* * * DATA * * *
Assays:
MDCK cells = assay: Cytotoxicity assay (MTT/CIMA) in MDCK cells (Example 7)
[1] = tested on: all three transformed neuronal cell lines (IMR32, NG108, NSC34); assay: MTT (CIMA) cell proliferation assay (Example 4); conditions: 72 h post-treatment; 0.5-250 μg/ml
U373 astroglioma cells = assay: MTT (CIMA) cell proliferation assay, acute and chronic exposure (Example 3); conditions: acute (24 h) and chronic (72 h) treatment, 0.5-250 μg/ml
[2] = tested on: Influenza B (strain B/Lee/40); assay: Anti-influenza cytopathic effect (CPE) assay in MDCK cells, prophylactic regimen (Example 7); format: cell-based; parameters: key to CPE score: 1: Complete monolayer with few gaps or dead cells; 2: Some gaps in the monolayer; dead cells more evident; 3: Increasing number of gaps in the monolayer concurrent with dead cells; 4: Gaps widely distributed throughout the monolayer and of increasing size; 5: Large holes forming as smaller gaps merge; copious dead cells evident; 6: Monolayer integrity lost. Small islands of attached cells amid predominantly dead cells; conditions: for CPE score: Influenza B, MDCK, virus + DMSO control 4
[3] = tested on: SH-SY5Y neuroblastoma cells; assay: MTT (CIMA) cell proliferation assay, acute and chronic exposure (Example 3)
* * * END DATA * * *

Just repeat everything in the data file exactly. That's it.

Assays:
MDCK cells = assay: Cytotoxicity assay (MTT/CIMA) in MDCK cells (Example 7)
[1] = tested on: all three transformed neuronal cell lines (IMR32, NG108, NSC34); assay: MTT (CIMA) cell proliferation assay (Example 4); conditions: 72 h post-treatment; 0.5-250 μg/ml
U373 astroglioma cells = assay: MTT (CIMA) cell proliferation assay, acute and chronic exposure (Example 3); conditions: acute (24 h) and chronic (72 h) treatment, 0.5-250 μg/ml
[2] = tested on: Influenza B (strain B/Lee/40); assay: Anti-influenza cytopathic effect (CPE) assay in MDCK cells, prophylactic regimen (Example 7); format: cell-based; parameters: key to CPE score: 1: Complete monolayer with few gaps or dead cells; 2: Some gaps in the monolayer; dead cells more evident; 3: Increasing number of gaps in the monolayer concurrent with dead cells; 4: Gaps widely distributed throughout the monolayer and of increasing size; 5: Large holes forming as smaller gaps merge; copious dead cells evident; 6: Monolayer integrity lost. Small islands of attached cells amid predominantly dead cells; conditions: for CPE score: Influenza B, MDCK, virus + DMSO control 4
[3] = tested on: SH-SY5Y neuroblastoma cells; assay: MTT (CIMA) cell proliferation assay, acute and chronic exposure (Example 3)